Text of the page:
The Media Mirror – Russian press review
Tuesday's Russian newspapers focus mainly on the changes in the government line-up. They look at who's in and who's out, comparing actual appointments with the frenzy of speculation before the reshuffle.
VREMYA NOVOSTEY in a front page article titled “A soft landing” writes, the President has finally satisfied the desire of the public to meet the new Cabinet. The changes in the Cabinet are fewer than expected. Three ministers left the government. Two of the three replacements are women. There is one husband-and-wife team – Tatiana Golikova became the Minister for Public Health and Social Security. Her husband Viktor Khristenko remained at the helm of the Ministry of Industries and Energy. By the rumour circulated in the past weeks each of these two Ministries were supposed to be split in half to separate Health from Social Security and Industries from Energy. The paper says, that has not happened so far.
IZVESTIYA confirms this information and concentrates on the fact that the President most probably decided against accepting the resignation of the Defence Minister, Anatoly Serdyukov. The Minister filed the request when his father-in-law Viktor Zubkov became Prime Minister.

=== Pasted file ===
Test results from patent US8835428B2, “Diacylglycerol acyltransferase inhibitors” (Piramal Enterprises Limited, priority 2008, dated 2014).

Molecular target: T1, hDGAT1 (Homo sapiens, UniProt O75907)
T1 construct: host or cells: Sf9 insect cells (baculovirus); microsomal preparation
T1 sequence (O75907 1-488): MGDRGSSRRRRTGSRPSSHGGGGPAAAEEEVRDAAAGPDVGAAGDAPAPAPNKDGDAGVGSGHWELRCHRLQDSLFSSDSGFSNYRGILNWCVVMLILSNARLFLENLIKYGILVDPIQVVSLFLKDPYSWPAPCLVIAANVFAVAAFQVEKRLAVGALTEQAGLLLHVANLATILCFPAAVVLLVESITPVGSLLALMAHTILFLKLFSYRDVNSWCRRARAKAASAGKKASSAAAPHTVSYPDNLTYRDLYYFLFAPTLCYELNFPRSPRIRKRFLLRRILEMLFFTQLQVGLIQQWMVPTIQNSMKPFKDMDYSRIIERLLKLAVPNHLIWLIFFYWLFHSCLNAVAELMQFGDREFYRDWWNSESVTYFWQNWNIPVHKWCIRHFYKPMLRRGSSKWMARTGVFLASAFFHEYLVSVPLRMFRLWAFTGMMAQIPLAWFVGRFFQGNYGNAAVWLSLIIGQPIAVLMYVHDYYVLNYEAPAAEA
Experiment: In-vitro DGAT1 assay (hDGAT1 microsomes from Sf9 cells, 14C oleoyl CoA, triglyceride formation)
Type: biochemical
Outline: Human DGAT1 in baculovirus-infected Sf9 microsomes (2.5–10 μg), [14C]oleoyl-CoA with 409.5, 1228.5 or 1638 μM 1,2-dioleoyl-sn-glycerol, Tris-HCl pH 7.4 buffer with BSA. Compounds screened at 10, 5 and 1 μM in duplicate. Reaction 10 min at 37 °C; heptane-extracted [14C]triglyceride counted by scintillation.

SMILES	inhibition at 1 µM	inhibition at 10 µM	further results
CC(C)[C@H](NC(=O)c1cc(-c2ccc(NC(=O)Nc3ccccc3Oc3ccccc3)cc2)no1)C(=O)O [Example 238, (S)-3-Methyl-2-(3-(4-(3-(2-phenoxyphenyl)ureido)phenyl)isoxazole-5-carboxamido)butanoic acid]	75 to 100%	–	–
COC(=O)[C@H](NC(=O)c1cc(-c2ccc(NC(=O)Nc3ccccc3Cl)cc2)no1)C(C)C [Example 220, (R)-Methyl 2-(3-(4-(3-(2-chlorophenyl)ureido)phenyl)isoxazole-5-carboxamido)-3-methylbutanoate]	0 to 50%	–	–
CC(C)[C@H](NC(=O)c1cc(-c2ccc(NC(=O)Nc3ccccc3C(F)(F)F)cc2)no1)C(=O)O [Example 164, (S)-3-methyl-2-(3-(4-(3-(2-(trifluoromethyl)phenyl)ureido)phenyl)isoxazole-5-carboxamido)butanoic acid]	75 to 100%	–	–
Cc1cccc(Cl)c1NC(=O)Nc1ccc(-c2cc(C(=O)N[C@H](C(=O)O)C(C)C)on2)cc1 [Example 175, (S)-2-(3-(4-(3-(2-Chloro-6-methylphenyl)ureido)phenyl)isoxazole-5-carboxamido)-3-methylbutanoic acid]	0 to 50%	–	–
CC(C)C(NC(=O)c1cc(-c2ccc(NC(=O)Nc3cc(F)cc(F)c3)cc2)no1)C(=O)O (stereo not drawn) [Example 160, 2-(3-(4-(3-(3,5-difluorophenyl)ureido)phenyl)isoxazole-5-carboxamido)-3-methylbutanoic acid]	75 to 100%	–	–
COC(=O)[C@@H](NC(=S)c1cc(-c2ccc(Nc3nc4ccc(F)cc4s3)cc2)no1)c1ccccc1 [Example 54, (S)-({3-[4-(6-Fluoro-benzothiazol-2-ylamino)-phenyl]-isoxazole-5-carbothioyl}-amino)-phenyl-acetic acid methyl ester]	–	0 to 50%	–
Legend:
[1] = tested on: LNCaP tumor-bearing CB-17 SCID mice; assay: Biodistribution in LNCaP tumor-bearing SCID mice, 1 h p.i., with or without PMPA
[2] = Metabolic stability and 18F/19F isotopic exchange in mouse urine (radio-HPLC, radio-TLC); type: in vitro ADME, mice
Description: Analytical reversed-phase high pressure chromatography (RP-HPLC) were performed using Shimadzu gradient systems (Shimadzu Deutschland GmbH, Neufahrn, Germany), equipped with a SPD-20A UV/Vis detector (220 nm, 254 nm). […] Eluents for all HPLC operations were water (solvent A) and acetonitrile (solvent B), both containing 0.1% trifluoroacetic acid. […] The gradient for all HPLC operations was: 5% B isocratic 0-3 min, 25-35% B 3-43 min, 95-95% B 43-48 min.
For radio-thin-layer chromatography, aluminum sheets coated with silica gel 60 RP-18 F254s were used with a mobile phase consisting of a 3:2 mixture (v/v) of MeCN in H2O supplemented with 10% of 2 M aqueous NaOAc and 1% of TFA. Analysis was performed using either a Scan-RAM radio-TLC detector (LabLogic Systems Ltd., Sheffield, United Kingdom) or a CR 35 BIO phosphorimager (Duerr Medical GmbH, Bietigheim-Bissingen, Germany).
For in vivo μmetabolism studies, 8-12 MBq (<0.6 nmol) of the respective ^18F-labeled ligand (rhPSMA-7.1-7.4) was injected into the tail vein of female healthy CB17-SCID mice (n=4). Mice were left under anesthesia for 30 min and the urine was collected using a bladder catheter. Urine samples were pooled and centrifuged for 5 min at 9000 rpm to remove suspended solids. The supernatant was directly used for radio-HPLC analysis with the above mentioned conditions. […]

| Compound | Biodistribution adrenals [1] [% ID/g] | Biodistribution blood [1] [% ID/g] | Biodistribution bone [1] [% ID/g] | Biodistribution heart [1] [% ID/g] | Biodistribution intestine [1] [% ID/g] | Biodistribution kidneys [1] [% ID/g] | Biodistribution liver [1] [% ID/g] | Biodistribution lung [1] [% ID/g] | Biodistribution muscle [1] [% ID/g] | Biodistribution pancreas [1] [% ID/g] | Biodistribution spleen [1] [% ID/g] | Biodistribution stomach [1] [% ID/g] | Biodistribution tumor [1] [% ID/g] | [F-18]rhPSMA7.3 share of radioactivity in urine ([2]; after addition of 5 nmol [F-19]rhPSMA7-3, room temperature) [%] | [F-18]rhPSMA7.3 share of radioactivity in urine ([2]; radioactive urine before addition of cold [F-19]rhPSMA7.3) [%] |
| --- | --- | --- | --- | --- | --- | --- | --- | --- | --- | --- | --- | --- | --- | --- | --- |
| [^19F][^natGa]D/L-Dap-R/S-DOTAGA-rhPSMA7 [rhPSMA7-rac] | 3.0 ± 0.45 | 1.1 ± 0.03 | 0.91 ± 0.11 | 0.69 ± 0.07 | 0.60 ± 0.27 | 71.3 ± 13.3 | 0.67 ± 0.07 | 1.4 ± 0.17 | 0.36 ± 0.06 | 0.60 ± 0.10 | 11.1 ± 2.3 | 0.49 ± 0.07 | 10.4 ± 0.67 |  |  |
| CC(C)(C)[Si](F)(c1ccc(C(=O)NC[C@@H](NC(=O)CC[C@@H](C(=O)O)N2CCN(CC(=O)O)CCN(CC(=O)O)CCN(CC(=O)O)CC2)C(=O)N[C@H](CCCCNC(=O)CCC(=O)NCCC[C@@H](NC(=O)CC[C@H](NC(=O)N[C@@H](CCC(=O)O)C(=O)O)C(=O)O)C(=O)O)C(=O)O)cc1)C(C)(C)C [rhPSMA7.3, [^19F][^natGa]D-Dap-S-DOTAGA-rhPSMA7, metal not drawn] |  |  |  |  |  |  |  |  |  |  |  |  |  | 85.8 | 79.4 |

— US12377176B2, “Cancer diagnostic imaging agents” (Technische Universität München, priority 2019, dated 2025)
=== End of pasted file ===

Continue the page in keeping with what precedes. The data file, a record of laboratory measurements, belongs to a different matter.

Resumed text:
ROSSIYSKAYA GAZETA says that at his meeting with the new Government President Putin went straight to work. The paper says the President wants the government to work hard and fast and be as reliable as a Swiss watch.
KOMMERSANT’s Kremlin correspondent Andrey Kolesnikov describes the atmosphere at Government House before the President’s meeting with the ministers. Kolesnikov says nobody knew what was going to happen. Thirty minutes before the meeting there was only one card on the big conference table. That read: Viktor Zubkov, Prime Minister. Neither former nor new ministers were in sight. Some journalists speculated that the President was going to appear at Government House soon, resign from office and transfer all his powers to Viktor Zubkov. Then the ministers and the President arrived and the meeting commenced in a cool businesslike manner.
MOSKOVSKY KOMSOMOLETS shares its joy with the readers on the occasion of two young women having become ministers. The article says, the feminine touch may be exactly what is needed today, first of all – in Healthcare and Social Security.